6 min read

Stellar (XLM)

An open source money transfer network with the lowest fees

Stellar (XLM)


XLM was designed to make cross-border and cross-currency transfers as fast, convenient and as affordable as possible for ordinary people as well as for businesses. Compared to conventional remittance methods, sending money with XLM via the Stellar network is instantaneous with negligible fees and does not require a user to even hold a bank account. Stellar’s vision is one of universal access for all, aiming to lay the foundation for a unified network for the global remittance sector.

What is Stellar (XLM)?

With traditional banks, transferring money abroad can be a relatively slow and tedious affair and at times quite expensive. While in this day and age we already enjoy superfast internet, allowing us to communicate with our loved ones instantaneously from anywhere in the world, the same cannot be said for overseas remittances which may possibly take a few banking days to process at the least.

This is what Stellar, the company behind the cryptocurrency Stellar Lumens (XLM) had in mind with their open-source payment network that allows for instantaneous money transfers with almost little to no cost.

When we also consider that around 31% of the global adult population still remains unbanked, the need for a more accessible financial system becomes urgent. And it’s not just families who are dependent on relatives abroad who can benefit from such a system. Merchants who have cross-border business operations are also in need of a faster, cheaper and  more flexible channel for conducting cross-currency transactions.

Such is the convenience and low entry barrier offered by Stellar, that it is already being used not just by ordinary people, but also by many high profile companies and institutions for their backend payments processing.

What is XLM used for?

Stellar Lumens or XLM is the cryptocurrency that facilitates the use of the Stellar network for the following purposes:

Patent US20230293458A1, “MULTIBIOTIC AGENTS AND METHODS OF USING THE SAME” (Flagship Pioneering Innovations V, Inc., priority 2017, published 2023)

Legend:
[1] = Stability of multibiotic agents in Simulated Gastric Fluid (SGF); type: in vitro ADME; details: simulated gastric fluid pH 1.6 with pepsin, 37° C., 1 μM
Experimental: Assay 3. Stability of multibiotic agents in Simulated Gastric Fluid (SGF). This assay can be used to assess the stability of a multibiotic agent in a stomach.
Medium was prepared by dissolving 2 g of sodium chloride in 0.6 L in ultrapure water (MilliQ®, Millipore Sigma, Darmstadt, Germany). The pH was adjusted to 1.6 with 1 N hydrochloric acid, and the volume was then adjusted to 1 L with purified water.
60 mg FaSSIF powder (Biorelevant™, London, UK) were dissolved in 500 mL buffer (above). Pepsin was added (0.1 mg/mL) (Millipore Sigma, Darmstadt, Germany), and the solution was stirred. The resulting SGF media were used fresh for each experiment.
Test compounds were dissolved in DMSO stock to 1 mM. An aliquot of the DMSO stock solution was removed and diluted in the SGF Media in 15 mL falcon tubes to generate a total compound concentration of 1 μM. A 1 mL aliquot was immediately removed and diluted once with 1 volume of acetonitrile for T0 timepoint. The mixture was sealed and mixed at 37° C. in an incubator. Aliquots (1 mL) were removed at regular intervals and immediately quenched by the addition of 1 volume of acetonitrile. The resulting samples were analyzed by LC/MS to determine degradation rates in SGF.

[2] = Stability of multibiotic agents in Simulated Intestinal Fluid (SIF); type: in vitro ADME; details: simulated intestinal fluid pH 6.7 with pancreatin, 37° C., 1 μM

• XLM is used for payment for transaction fees for transferring money, using tokenized versions of any currency on the Stellar network. Stellar charges only a minimum fee—at only 0.00001 XLM (or around $0.00001) as long as the network is not operating at full capacity. This makes it ideal for transferring even very small amounts of money.
  • XLM is an intermediary currency for cross-border payments. XLM does this by effectively providing liquidity between different currencies instead of what traditional banks do which is to maintain multiple accounts of different currencies, whose balances they have to then reconcile at all times. XLM thus eliminates the complexity of exchanging one currency for another and manages transfers seamlessly in a matter of seconds.
  • XLM can be used to trade for cryptocurrencies and other assets including forex and securities on Stellar’s decentralized exchange.

How does XLM work?

Unlike other blockchains that rely on proof-of-work (PoW) or proof-of-stake (PoS) consensus algorithms, Stellar uses the Stellar Consensus Protocol (SCP) which has a number of advertised advantages over these conventional consensus models, allegedly offering more decentralized control, low latency, and greater security.

PoW blockchains require “miners” who are essentially in competition with each other for who gets to solve the next block in the chain and earn the network rewards. Though this healthy competition makes for a foolproof system, it also uses up a lot of computing power, resulting in high energy costs and congested bandwidth.

PoS systems on the other hand, use up less power since validator nodes are only required to have a “stake” to be able to participate in the network. However, since the amount of tokens staked correlates to a users’ amount of network participation, PoS blockchains often lead to centralization, with only a few nodes in charge of validating most of the transactions.

SCP instead employs a system of “flexible trust”. Rather than utilizing all the nodes in the network for validating transactions, the network aims to arrive only at a “quorum”—or to have a set of trusted validators which is deemed large enough to arrive at a consensus at any particular time.